Owners' remand extended for further quizzing
A Dhaka court yesterday remanded for two more days the owners of the Rana Plaza factories that collapsed on April 24, killing at least 1,130 people.
They are Anisur Rahman, chairman of Ether Tex; Aminul Islam, chairman of Phantom Apparels Ltd and Phantom Tack Ltd; Bazlus Samad Adnan, chairman of New Wave Buttons, and Mahbubur Rahman Tapash, managing director of the factory.
The court passed the order in a case filed in connection with the disaster after they were produced before it on completion of their four-day remand granted earlier.
Bijoy Krishna Kar, assistant superintendent of police of Criminal Investigation Department and also the investigation officer of the case, in his forwarding report said he needed more time to extract further information about the incident from the accused.
Samad, Aminul and Tapash were arrested on April 27 while Anisur on April 28.
Police have so far arrested 15 people, including the building owner, Sohel Rana, and his father Abul Khalek.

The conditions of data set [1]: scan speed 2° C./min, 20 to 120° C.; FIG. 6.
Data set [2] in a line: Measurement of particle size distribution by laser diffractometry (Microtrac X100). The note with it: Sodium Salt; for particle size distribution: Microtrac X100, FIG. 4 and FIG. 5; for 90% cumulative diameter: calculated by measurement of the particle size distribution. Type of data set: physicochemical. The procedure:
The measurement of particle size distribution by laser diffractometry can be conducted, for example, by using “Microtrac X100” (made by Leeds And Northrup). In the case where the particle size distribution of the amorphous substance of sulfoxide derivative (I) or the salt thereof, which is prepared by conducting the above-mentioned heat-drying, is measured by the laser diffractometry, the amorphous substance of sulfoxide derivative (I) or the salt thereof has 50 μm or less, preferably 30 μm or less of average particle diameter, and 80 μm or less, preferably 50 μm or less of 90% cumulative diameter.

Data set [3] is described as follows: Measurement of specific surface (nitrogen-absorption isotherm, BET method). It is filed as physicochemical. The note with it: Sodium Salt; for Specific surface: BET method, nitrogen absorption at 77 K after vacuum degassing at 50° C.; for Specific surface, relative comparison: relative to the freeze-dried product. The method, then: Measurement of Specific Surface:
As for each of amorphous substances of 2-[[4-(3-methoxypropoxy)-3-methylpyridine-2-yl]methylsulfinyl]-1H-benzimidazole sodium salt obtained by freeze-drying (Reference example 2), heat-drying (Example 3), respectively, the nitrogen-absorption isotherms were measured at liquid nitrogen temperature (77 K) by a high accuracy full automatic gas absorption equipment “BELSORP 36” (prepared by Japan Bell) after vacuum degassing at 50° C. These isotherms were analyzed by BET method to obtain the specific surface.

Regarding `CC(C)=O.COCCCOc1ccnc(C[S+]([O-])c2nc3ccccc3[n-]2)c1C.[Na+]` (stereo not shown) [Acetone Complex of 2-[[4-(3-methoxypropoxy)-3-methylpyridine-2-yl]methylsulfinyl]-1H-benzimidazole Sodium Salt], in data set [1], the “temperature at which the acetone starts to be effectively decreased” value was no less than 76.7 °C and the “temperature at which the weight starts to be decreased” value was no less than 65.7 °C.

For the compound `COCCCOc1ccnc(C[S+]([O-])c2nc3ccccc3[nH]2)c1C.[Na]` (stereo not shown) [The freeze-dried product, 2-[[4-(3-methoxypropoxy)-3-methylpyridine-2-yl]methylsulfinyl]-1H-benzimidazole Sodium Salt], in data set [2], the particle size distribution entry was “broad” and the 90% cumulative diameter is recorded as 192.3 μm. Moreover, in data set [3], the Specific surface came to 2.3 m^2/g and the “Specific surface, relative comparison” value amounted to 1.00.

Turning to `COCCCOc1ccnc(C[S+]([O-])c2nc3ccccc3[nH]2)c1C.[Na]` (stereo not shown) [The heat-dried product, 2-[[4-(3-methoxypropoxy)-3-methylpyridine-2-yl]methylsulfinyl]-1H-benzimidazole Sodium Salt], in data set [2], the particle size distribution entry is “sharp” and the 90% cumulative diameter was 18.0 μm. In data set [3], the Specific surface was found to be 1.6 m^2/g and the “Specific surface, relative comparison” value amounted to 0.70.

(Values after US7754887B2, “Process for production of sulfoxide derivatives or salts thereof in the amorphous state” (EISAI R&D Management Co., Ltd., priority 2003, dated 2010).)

WORKERS DEMAND TRANSPARENCY
The disbursement of salaries and compensation and the health services provided to the injured garment workers of Rana Plaza lack transparency, alleged Rana Plaza Garment Workers' Union yesterday.
It urged the factory owners and the government to make public the list of the workers and how much compensation had been given to each of them by launching a website and issuing public notifications.
While some injured workers received monetary assistance, there are many others who did not get even the necessary health service, let alone any compensation, leaders of the union said at a press conference at the Jatiya Press Club in the capital.
Different organisations have made contributions to help the workers. Many government offices and garment factories have donated a day's wage of all their employees to ease the hardships of the victims, and the survivors have the right to know how the funds are being utilised and who are getting benefits, said union adviser KM Mintu.
Families of the workers, whose bodies had not been found, demanded that the government publish a list of the missing ones. They also urged the authorities to complete the DNA tests required to identify the graves of those buried for being beyond recognition.